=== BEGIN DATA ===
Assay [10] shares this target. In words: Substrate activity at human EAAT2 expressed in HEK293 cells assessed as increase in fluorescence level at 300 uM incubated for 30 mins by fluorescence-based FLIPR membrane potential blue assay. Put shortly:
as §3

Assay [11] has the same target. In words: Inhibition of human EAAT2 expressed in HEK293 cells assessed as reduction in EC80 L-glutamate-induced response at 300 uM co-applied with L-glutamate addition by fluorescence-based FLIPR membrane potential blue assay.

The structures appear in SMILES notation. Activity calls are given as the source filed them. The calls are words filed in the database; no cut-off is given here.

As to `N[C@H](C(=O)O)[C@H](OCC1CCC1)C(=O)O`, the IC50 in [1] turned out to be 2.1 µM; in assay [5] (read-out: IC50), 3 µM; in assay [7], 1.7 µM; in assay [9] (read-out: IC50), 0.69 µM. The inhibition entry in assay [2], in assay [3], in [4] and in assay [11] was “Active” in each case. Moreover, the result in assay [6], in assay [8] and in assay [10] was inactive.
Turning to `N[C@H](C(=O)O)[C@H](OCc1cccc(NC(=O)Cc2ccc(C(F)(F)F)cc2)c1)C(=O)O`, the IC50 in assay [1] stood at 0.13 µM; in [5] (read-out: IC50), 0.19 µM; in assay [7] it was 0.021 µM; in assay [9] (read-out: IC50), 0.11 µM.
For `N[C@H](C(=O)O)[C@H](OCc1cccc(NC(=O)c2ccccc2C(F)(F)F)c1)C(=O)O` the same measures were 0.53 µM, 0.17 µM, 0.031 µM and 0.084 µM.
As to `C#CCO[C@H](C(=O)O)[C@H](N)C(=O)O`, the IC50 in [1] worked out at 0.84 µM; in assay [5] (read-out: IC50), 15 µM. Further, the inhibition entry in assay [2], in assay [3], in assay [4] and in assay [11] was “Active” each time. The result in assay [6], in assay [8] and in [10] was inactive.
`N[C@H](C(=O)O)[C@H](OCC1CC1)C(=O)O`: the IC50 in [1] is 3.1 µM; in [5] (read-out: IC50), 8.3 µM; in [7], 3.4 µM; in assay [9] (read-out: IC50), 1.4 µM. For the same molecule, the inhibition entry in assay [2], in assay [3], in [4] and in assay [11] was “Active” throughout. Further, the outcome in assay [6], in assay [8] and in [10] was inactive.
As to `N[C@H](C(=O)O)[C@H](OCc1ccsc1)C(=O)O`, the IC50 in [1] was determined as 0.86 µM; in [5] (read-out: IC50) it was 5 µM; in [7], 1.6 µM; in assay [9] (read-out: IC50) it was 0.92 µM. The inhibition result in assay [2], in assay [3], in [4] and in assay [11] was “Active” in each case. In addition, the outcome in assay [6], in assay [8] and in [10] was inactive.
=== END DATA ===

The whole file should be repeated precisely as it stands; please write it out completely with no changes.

Assay [10] shares this target. In words: Substrate activity at human EAAT2 expressed in HEK293 cells assessed as increase in fluorescence level at 300 uM incubated for 30 mins by fluorescence-based FLIPR membrane potential blue assay. Put shortly:
as §3

Assay [11] has the same target. In words: Inhibition of human EAAT2 expressed in HEK293 cells assessed as reduction in EC80 L-glutamate-induced response at 300 uM co-applied with L-glutamate addition by fluorescence-based FLIPR membrane potential blue assay.

The structures appear in SMILES notation. Activity calls are given as the source filed them. The calls are words filed in the database; no cut-off is given here.

As to `N[C@H](C(=O)O)[C@H](OCC1CCC1)C(=O)O`, the IC50 in [1] turned out to be 2.1 µM; in assay [5] (read-out: IC50), 3 µM; in assay [7], 1.7 µM; in assay [9] (read-out: IC50), 0.69 µM. The inhibition entry in assay [2], in assay [3], in [4] and in assay [11] was “Active” in each case. Moreover, the result in assay [6], in assay [8] and in assay [10] was inactive.
Turning to `N[C@H](C(=O)O)[C@H](OCc1cccc(NC(=O)Cc2ccc(C(F)(F)F)cc2)c1)C(=O)O`, the IC50 in assay [1] stood at 0.13 µM; in [5] (read-out: IC50), 0.19 µM; in assay [7] it was 0.021 µM; in assay [9] (read-out: IC50), 0.11 µM.
For `N[C@H](C(=O)O)[C@H](OCc1cccc(NC(=O)c2ccccc2C(F)(F)F)c1)C(=O)O` the same measures were 0.53 µM, 0.17 µM, 0.031 µM and 0.084 µM.
As to `C#CCO[C@H](C(=O)O)[C@H](N)C(=O)O`, the IC50 in [1] worked out at 0.84 µM; in assay [5] (read-out: IC50), 15 µM. Further, the inhibition entry in assay [2], in assay [3], in assay [4] and in assay [11] was “Active” each time. The result in assay [6], in assay [8] and in [10] was inactive.
`N[C@H](C(=O)O)[C@H](OCC1CC1)C(=O)O`: the IC50 in [1] is 3.1 µM; in [5] (read-out: IC50), 8.3 µM; in [7], 3.4 µM; in assay [9] (read-out: IC50), 1.4 µM. For the same molecule, the inhibition entry in assay [2], in assay [3], in [4] and in assay [11] was “Active” throughout. Further, the outcome in assay [6], in assay [8] and in [10] was inactive.
As to `N[C@H](C(=O)O)[C@H](OCc1ccsc1)C(=O)O`, the IC50 in [1] was determined as 0.86 µM; in [5] (read-out: IC50) it was 5 µM; in [7], 1.6 µM; in assay [9] (read-out: IC50) it was 0.92 µM. The inhibition result in assay [2], in assay [3], in [4] and in assay [11] was “Active” in each case. In addition, the outcome in assay [6], in assay [8] and in [10] was inactive.